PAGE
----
Luckily the modern natives are very friendly despite its bloodline now including New Age and home counties hippies plus an invasion of holiday home inhabitants.
The less than two hour drive down the M5 and A30 from Nailsea played out like a scene from Withnail And I minus the Class A drugs and melded with an Enid Blyton-style spoof Four Go On Holiday.
The weather was the horrid and the freezing rain and biting wind turned the adventure into a black comedy thanks to the female humour of my three accompanying journo friends.
The consensus was we don’t get out enough…
Our destination is Hev’s two up and two down semi-detached stone cottage - bijou but beautifully put together - in the village of St Breward, on the edge of Bodmin Moor.
Dating back to the 11th century the settlement boasts the highest church in Cornwall at 700ft above sea level.
Opposite the cottage and back from the road is the 200-year-old The Old Inn and adjoining shop.
The award-winning pub restaurant is big with an extensive locally-produced menu and appears to be open 24/7!
Hosts Darren and Dale tell us the area is famous for its granite and china clay quarries and that Poldark filmed a scene in front of the fireplace in the pub but that pop singer Will Young has yet to pop in for a pint.
The surrounding countryside is stunning but bleak in mid-winter when the mist rolls in your mind thinks of Cathy wandering the moors in Wuthering Heights.
The wood-burning stove heats the downstairs of the cottage but I would advise anyone visiting in the depths of a cold spell to don thermal underwear.
My sparkly silver flip flops were not suitable for the flagstone floors although it is cosy wall-to-wall carpet upstairs.
Advice here is to swap your Jimmy Chu high heels for fur-lined wellington boots and bring a big woolly blanket to act as a pashmina although there is underfloor heating in the bath/shower room.
To be honest I didn’t wash until day three I was so cold as the temperature outside was cruel.
Most of our happy away days were fueled with copious amounts of chocolate and alcohol but I declined the medicinal Jaager Bombs to wash down my Prosecco as I don’t like to mix my drinks unless totally rat-arsed.
Note to self: no need to pack a crate of wine as local shops/garage sell alcohol at Bristol prices.
On the doorstep it is dog walking and horse riding territory while along the coast is the seascape of the body-boarders and surfers – not always the eye-candy you imagine.
Much travelled Midlands couple Peter and Barbara Smith retired to St Breward four years ago.
They love the village and have joined several of the 18 societies mentioned in the joke-filled parish magazine.
Peter, a retired football coach, spends most of his time on building restoration while Barbara a former NHS medical secretary embraces country life by keeping two horses and bell ringing at the church.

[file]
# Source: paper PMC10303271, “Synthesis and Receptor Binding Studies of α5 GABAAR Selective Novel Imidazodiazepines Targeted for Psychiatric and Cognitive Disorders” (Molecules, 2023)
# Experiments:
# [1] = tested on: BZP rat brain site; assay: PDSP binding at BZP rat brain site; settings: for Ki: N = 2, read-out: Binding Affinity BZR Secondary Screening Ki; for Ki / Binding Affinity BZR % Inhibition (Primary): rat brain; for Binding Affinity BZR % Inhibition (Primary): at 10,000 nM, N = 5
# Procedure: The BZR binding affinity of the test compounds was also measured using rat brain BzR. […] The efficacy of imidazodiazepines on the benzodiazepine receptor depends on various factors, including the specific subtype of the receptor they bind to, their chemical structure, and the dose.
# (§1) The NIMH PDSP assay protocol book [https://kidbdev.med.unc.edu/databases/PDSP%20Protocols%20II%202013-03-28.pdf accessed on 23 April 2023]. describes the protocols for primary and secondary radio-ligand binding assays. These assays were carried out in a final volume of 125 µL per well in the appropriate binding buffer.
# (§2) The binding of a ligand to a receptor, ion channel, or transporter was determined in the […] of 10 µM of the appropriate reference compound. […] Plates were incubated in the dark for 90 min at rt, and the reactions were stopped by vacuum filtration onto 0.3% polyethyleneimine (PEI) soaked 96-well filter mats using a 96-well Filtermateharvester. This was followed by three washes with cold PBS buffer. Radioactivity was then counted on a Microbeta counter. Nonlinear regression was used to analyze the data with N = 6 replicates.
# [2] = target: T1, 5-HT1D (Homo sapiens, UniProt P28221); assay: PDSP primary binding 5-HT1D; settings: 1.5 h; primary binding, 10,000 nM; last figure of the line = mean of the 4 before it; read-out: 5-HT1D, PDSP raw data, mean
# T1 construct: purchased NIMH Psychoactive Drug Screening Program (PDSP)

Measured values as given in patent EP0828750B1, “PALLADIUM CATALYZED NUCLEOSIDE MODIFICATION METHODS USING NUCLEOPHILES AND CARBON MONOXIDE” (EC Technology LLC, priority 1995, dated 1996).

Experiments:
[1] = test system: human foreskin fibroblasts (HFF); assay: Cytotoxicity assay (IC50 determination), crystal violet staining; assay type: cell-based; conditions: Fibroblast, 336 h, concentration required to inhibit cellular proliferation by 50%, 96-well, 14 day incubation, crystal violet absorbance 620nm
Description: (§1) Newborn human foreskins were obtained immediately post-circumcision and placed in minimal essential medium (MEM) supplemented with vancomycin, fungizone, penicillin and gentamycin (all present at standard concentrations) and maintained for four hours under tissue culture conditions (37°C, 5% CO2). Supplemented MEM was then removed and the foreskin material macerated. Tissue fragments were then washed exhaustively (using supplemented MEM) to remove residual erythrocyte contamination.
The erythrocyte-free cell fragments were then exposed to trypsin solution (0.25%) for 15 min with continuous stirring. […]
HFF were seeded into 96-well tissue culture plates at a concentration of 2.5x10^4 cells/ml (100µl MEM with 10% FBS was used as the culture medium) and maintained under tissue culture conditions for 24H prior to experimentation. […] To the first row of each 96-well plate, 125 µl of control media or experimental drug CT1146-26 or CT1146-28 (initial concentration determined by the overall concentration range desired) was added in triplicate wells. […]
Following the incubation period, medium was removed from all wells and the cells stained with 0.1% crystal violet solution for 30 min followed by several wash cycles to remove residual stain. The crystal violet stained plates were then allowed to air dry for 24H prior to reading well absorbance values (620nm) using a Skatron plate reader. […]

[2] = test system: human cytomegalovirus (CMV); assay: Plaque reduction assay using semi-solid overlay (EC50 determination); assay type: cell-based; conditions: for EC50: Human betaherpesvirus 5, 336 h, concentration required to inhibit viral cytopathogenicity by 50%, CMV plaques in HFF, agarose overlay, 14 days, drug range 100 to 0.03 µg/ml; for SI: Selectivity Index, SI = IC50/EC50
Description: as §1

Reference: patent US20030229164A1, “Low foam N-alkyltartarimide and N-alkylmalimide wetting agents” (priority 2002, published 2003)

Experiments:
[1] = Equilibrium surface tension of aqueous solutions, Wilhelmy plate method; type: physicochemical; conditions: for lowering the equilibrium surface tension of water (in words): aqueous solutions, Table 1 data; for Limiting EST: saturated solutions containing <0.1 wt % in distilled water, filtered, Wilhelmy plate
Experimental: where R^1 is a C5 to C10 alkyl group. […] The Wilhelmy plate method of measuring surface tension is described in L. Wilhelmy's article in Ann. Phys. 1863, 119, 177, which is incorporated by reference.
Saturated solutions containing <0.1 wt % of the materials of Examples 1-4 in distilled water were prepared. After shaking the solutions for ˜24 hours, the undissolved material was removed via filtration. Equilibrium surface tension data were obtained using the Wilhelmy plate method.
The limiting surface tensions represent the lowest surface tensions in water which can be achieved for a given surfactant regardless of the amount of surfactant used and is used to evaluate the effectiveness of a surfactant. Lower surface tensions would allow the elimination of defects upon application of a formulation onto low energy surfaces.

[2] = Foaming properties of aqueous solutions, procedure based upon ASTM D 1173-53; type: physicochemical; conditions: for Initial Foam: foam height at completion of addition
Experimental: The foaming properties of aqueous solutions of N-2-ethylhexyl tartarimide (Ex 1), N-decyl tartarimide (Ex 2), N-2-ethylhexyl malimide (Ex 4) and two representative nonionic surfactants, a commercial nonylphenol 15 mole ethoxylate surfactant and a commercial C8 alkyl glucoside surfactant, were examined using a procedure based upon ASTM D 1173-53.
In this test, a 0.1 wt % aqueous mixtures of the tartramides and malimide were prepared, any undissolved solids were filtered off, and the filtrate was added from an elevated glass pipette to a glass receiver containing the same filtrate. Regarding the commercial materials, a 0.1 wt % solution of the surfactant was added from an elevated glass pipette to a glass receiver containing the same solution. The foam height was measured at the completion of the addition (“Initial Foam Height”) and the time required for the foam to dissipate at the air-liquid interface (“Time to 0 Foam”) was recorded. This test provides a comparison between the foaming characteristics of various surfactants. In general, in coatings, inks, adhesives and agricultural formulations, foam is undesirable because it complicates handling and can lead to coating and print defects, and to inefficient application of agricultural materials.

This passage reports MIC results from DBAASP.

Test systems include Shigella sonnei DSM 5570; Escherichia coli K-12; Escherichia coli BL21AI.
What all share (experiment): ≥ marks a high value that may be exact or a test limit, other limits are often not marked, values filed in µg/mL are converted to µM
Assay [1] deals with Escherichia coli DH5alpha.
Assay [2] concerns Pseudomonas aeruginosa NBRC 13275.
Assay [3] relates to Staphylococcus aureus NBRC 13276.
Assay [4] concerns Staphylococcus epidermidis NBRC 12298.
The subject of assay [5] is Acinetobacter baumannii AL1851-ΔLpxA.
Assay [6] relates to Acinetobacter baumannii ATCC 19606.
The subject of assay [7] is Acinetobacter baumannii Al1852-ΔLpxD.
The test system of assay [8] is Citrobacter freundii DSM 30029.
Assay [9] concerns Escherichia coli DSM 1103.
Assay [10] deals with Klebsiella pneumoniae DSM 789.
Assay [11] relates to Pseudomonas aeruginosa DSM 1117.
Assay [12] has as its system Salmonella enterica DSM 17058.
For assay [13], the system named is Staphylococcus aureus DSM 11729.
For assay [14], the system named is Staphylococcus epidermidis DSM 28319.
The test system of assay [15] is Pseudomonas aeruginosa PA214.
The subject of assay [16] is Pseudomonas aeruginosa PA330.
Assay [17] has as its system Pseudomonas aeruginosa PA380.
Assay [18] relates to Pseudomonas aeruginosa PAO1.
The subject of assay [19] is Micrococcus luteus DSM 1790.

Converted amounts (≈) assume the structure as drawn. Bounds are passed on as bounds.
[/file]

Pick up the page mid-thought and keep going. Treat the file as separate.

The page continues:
We meet them in the pub along with several other locals although we so wanted to meet the plasterers, plumbers and electricians who helped Heather update her cottage but they were nowhere to be seen.
We believe they had warning of our imminent arrival and decided the Ab Fab crew known for uncensored raucous behavior were better given a wide berth!
Mud splattered Chelsea tractors give way to farm tractors on the narrow roads and although Padstow is minutes away as the crow flies the road route is longer as it goes around the Camel Estuary.
It was here we sampled the off-season sales and replenished our boot wardrobe with half-price boutique bargains and dined in style at Rick Stein’s chippie.
Stein’s serve battered oysters, halloumi burgers, freekeh salad as well as its staple cod ‘n’ chips served in cardboard containers at £10.95 a portion.
Noted barriers outside to control the queues so beware of going high season unless you are prepared to wait.
There are a few things I already knew about Cornwall – that the term of endearment is ‘dah’ and not duck or dear and south of Bristol brass bands are referred to as silver bands.
However, what I didn’t know was how much fun a girls-only break can be if you have somewhere comfortable to stay and take your BFF crowd.
Advance notice to trades people: we are back in June for second helpings of Hev’s Hideway and all its nearby delights.
To read more about Hev’s Hideway which sleeps six in three double bedrooms including a self-contained barn conversion in the garden and has everything you need from cafetiere to corkscrew click HERE.
Ps: No-one told us it was Dry January and Heather and I have faces as soft as babies bums after a trip to St Kitts Herbery to buy skin care products.